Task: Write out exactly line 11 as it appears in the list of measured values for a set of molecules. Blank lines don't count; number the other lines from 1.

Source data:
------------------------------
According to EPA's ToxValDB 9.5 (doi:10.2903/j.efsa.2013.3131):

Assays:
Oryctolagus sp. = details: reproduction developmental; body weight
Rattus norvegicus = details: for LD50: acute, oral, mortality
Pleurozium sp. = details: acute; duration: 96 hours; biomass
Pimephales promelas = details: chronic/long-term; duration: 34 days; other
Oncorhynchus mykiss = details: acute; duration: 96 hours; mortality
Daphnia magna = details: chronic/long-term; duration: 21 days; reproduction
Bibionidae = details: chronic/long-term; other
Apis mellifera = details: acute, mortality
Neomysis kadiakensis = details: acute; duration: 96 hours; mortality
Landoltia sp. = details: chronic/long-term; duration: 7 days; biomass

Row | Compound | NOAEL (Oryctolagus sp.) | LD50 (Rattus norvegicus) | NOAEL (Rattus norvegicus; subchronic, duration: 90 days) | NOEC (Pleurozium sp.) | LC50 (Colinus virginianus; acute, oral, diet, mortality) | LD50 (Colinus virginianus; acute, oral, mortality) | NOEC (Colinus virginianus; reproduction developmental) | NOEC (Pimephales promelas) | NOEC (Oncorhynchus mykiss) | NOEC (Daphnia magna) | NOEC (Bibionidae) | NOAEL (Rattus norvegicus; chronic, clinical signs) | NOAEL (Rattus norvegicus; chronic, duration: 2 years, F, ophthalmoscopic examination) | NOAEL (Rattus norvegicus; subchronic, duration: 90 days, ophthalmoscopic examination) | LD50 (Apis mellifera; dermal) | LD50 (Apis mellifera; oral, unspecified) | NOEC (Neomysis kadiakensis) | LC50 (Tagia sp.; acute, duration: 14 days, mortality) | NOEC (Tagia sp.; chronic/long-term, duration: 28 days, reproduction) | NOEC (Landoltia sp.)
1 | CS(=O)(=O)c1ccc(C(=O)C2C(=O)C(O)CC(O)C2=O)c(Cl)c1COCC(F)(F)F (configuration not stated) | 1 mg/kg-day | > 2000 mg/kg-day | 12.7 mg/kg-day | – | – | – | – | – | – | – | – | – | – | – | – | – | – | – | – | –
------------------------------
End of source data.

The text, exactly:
Neomysis kadiakensis = details: acute; duration: 96 hours; mortality